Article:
What’s Your Angle?

'Economism' and 'politicism' are merely intellectual viewpoints

Topics

Philosophy

Ask me “what’s your angle?” around 7 am. If I can summon the strength, I’ll say that in five minutes or so, if I’m upright, I’ll be at a 90 degree angle from the floor. It might take a few tries, though. Graceful, I’m not.

Intellectual angles matter even more than my matutinal stance. A pair of such angles are perilous.

The first angle is “economism.” From this angle, economics explains everything that’s worth explaining — and everyone, as well. We do what we do, supposedly, for the money. Who we are depends on economic class. But wait! “Economism” is itself something, an influential something, isn’t it? So what explains economism? Pardon the pun, but I put my money on addled anthropology!

Time for a distinction. There’s physical anthropology and cultural anthropology, and both are sciences. Then there’s philosophical anthropology, the study of what it means to be human. Economism assumes that the whole meaning of the human person amounts to nothing but the dynamics of supply and demand, production and consumption, credit and debit, and the like. But it’s a mistake simply to assume what needs to be argued for. Both capitalism and socialism, left to their own devices, make that mistake. Example? The other day I came across a Marxist analysis of clerical abuse.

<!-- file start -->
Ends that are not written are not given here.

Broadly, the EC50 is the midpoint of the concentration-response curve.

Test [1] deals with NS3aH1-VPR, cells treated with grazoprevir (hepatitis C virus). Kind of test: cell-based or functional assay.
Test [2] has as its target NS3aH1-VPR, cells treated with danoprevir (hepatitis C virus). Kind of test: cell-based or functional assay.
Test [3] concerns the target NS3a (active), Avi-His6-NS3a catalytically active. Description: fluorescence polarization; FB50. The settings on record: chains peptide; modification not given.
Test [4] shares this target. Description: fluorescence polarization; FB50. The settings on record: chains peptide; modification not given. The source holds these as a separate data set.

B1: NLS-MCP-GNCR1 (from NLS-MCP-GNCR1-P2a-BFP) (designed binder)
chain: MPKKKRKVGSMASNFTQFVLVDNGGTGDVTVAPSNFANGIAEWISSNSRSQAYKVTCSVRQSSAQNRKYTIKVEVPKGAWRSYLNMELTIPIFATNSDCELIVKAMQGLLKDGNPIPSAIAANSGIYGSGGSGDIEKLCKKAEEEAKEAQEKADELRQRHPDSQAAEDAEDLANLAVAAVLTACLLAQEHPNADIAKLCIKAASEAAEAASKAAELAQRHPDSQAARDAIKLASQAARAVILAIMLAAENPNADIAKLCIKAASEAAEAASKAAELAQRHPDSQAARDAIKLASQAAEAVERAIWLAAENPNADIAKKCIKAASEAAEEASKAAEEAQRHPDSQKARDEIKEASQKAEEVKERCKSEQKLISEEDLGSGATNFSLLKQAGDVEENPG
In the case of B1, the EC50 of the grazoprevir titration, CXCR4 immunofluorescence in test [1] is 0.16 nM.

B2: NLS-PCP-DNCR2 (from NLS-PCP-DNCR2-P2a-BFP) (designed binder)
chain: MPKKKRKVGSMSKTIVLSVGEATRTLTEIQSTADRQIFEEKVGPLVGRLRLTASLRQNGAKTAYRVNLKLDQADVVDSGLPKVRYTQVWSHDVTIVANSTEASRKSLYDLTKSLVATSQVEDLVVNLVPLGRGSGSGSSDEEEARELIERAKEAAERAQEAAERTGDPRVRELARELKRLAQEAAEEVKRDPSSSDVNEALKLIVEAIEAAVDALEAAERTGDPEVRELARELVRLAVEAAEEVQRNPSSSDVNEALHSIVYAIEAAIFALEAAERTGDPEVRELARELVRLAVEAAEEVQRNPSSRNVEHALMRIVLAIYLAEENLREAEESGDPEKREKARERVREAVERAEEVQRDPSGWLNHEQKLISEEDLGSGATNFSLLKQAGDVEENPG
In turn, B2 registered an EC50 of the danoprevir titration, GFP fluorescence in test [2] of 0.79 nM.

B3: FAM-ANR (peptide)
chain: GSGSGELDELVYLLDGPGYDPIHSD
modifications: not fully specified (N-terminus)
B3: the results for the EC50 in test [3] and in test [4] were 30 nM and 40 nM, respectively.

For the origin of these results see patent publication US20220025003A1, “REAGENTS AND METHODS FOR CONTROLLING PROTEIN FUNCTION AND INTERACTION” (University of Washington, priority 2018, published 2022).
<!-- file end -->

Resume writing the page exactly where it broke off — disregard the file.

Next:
The second angle is “politicism.” From this angle, politics explains everything that’s worth explaining — and everyone, as well. What we do, supposedly, depends on our politics, if not at one level then at another. We are who we are because we are conservatives or liberals. Once again, we need to ask what explains politicism. Can you pardon another pun? My vote goes to another addled anthropology.

Another distinction is in order. There’s political science and politics. Political science is an empirical discipline. Politics is what that discipline studies. Politicism goes beyond either of them. It assumes that the whole meaning of the human person amounts to nothing but the dynamics of power seeking and power keeping and (maybe) power sharing. Well, it’s still a mistake simply to assume what needs to be argued for. Both conservatism and liberalism, if unchecked, also make that very mistake. Example? The New York Times reports that it’s “conservatives” who oppose the governor of Virginia’s approval of infanticide.

Were this a book rather than a blog post, we might chart what happens when the proponents of economism and of politicism meet up in the Public Square. Clearly, both views cannot be correct. I’d happily argue that both are wrong!

Such an argument calls for philosophical anthropology. It would lead us to recognize, as does our own experience, that we are reasoners. We are rational beings. Often our reasoning is instrumental, that is, geared to a particular goal. Yet in time we come to see that reason does more than master techniques. We are so created that we can gain wisdom about what is true, what is good, and what is beautiful. Such reasoning begins with the everyday, the horizontal. But our reason can reach beyond it, vertically, to the very faces of Being. Think of a 90 degree shift. Making that shift is a work of grace. An amazing grace, an amazing gift.

 

Jim Hanink is an independent scholar, albeit more independent than scholarly!

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